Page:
Tag Archives: Texas State

Exploring Majors: Clinical Laboratory Science

What’s it like to be a Clinical Laboratory Science major?
Lindsey Coulter tells us.

By Brittnie Curtis

There are so many degrees to choose from at Texas State, some of which you may never have heard of before. If you’d like to learn more about what a clinical laboratory scientist does, watch this cool video.

Q. Your degree in Clinical Laboratory Science isn’t your first. What other degrees have you earned

Lindsey has earned three degrees at Texas State.        "It’s all about motivation. You have to be motivated; if you’re not interested, you won’t do it."

Lindsey has earned three degrees at Texas State. “It’s all about motivation. You have to be motivated; if you’re not interested, you won’t do it.”

A.  I got my bachelor’s in microbiology and then I immediately started the master’s program in biology (specifically micro-research). Immediately after that, I started the Clinical Lab Science (CLS) program. I’ve earned all of my degrees from Texas State.

Q. Why did you get all your degrees at Texas State?
A. The professors are helpful. I can walk into my professor’s office anytime and talk with them. It’s a very friendly environment, and at CLS it’s kind of like a family. We have about 20 people a year and there are five professors, so you really get to know each other. Continue reading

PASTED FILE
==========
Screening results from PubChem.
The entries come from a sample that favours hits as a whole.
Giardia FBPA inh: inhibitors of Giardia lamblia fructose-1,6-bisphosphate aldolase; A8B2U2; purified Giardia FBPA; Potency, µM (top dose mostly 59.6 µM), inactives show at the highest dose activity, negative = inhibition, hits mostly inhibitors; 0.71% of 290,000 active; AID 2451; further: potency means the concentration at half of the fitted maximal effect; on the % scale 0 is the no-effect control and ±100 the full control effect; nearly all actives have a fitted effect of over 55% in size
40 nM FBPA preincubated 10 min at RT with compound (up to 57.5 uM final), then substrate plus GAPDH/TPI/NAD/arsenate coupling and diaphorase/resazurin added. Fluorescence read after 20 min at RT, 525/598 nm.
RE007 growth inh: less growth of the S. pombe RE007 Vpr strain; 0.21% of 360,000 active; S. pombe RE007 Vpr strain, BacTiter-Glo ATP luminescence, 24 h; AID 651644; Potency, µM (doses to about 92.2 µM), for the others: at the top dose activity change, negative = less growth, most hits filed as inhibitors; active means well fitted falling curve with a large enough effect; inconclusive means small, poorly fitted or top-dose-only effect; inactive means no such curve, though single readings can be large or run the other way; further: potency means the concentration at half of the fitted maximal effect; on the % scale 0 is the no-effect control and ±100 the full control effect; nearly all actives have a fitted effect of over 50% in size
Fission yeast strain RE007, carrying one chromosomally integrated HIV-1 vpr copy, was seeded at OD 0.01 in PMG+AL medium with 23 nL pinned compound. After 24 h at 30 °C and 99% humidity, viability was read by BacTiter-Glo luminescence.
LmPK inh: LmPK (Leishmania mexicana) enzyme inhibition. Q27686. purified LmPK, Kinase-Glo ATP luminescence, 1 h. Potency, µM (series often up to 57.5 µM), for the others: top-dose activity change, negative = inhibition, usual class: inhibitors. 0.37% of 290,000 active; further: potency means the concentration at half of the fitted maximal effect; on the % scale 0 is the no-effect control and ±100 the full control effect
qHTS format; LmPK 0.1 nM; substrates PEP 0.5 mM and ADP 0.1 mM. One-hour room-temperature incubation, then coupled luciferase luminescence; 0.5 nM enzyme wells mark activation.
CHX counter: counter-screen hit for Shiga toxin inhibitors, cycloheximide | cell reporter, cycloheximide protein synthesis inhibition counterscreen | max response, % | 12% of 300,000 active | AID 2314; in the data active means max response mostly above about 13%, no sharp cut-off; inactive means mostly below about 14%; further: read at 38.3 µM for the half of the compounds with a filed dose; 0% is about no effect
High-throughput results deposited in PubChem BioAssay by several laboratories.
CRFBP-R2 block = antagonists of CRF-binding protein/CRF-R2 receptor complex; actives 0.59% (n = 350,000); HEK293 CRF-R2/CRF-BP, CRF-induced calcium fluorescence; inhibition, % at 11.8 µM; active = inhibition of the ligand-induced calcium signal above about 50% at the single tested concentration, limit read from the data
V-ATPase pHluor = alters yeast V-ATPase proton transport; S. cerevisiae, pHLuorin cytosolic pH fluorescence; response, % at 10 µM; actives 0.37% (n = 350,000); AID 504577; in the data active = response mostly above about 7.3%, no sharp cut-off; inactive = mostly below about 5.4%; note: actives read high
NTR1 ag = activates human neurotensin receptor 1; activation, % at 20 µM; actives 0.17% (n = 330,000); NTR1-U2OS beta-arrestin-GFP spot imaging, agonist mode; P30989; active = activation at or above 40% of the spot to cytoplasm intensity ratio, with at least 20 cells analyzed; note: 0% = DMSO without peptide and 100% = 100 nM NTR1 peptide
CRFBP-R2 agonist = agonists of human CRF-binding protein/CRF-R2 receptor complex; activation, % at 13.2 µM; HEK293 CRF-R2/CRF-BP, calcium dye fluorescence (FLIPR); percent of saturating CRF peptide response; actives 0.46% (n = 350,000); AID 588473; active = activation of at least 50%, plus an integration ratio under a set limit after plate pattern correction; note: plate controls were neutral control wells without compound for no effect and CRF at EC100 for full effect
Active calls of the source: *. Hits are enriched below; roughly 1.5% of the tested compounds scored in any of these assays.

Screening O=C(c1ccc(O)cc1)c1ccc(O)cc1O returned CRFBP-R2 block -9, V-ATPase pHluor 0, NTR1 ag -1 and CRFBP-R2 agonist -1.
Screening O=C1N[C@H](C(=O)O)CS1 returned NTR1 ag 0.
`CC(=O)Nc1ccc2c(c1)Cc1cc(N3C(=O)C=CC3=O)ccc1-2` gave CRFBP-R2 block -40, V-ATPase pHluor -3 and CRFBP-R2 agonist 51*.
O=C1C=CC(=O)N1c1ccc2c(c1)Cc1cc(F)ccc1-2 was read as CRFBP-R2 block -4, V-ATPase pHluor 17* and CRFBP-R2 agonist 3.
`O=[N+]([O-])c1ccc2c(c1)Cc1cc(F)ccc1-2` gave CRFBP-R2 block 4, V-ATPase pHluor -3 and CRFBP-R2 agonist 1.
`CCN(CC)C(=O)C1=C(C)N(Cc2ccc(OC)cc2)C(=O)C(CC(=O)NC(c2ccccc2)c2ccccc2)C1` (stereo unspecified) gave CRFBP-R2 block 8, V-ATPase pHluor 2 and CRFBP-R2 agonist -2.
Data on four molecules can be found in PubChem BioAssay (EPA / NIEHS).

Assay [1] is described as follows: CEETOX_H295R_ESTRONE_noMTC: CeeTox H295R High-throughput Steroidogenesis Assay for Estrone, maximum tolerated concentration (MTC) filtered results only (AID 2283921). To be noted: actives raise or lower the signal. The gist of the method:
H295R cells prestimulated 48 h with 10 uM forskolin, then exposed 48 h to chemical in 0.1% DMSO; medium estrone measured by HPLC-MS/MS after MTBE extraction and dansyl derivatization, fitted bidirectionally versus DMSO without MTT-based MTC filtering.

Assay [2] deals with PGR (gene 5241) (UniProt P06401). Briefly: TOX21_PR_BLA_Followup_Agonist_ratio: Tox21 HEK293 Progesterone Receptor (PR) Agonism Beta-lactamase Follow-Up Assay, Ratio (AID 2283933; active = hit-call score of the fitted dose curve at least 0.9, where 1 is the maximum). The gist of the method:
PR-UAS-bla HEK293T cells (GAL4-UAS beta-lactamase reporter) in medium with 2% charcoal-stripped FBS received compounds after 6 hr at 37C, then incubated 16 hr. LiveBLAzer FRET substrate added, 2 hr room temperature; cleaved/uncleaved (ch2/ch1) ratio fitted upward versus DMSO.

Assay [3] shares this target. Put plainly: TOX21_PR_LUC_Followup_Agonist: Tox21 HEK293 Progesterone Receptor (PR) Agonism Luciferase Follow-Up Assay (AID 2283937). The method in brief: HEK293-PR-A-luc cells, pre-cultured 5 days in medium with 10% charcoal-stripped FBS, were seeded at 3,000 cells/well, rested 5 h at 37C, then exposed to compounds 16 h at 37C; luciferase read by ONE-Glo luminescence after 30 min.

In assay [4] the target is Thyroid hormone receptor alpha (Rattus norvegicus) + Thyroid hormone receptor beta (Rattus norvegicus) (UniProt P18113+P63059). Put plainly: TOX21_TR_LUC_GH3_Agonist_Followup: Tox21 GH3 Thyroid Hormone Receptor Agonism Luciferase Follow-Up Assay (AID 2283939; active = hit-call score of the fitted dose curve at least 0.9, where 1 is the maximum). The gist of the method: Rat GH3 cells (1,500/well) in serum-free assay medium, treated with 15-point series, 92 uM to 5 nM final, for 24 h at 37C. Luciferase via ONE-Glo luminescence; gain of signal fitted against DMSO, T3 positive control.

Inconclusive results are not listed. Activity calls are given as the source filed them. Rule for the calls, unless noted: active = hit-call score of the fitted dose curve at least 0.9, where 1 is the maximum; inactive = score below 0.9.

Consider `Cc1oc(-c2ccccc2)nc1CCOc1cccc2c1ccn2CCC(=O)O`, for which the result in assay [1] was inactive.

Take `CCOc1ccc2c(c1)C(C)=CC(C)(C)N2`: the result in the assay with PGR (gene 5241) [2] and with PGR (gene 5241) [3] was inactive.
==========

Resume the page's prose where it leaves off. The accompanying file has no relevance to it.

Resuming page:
Study Tips: Reading Comprehension

Succeed In College: Read To Understand

By SLAC

Try not to be overwhelmed by setting a reading schedule, Bobcats!

Try not to be overwhelmed by setting a reading schedule, Bobcats!

Love it or hate it, you have to get familiar with academic reading in college. Your exams may include questions about readings that professors assigned but never discussed in class, so learn to read to understand. The more active your reading, the better your chance for thorough comprehension. Use a structured reading method involving forethoughtperformance, and reflection.

Continue reading

Around Campus: Summer Resources

Summer school survival tips

by Brittnie Curtis

Summer school has begun and campus is filled with Bobcats again. If you’re one of those students hiking around campus, you might want to know some of the resources available to you this summer.

Summer sessions are a great way to get on the fast track to graduation.

Summer sessions are a great way to get on the fast track to graduation.

Transportation Services – Twitter and Facebook
Bobcat Shuttle. Shuttle hours are different in the summer. The system is in operation during all class days. Monday – Friday service runs between 7 a.m. and 5 p.m. for most shuttle routes on class days and during final exams. On the Bobcat Shuttle page, you can find the summer schedule, mapsalternative transportation and much more. Continue reading

National Student Exchange Deadline Approaching!

Broaden your horizons through exchange studies

by Lisa Chrans

Have dreams of studying in Hawaii? Maybe California? Does Puerto Rico or Canada interest you? Take courses in another state or Canada through Texas State’s domestic student exchange program, the National Student Exchange (NSE).